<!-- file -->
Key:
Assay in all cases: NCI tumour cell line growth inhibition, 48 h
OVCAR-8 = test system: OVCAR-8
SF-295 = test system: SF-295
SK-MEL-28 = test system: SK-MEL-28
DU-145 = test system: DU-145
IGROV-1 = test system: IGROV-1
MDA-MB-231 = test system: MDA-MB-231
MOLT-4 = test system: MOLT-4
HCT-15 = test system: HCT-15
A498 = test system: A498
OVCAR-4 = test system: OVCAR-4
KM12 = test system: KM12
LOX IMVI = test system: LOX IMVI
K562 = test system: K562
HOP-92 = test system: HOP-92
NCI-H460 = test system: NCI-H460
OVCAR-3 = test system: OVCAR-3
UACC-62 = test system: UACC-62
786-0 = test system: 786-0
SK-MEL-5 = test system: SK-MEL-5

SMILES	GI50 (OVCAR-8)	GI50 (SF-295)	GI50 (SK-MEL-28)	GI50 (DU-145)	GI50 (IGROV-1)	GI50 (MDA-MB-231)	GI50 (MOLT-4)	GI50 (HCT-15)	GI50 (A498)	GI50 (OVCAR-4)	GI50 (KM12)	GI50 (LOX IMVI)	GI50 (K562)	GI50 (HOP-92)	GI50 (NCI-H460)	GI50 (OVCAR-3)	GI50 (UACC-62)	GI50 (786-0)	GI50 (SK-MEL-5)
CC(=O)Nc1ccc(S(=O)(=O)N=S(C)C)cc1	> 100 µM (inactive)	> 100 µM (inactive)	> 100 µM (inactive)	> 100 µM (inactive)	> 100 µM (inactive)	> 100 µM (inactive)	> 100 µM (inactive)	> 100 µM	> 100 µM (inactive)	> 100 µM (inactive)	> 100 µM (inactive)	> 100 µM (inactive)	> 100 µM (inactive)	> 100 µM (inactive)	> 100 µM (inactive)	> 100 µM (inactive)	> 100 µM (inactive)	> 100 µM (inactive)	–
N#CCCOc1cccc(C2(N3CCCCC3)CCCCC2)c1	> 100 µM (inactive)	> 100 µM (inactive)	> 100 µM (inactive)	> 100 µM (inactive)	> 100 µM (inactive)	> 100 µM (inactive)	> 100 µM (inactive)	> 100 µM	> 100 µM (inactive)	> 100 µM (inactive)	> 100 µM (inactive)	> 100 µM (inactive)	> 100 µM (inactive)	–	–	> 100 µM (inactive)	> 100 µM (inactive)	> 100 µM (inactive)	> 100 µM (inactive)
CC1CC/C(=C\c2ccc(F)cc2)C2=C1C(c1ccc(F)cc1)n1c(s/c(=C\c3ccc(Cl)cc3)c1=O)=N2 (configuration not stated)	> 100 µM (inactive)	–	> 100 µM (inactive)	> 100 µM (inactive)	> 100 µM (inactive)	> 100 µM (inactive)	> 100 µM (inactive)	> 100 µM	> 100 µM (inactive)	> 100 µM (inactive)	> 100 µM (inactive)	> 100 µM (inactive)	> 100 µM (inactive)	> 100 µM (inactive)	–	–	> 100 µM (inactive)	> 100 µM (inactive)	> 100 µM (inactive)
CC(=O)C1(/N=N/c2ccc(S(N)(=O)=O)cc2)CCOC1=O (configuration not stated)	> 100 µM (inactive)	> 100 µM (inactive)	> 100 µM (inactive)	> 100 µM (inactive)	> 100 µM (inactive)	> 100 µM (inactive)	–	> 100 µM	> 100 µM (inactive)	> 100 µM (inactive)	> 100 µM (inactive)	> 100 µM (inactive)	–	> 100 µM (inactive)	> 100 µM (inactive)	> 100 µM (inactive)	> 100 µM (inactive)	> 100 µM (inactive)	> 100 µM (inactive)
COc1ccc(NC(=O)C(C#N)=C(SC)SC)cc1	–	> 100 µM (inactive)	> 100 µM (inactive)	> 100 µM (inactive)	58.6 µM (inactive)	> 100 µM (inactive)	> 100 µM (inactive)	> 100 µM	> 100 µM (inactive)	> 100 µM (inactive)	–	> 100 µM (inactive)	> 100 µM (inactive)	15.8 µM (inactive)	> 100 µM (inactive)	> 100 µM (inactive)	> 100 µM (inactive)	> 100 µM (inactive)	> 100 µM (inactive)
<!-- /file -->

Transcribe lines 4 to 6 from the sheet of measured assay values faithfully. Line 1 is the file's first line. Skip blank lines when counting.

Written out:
SF-295 = test system: SF-295
SK-MEL-28 = test system: SK-MEL-28
DU-145 = test system: DU-145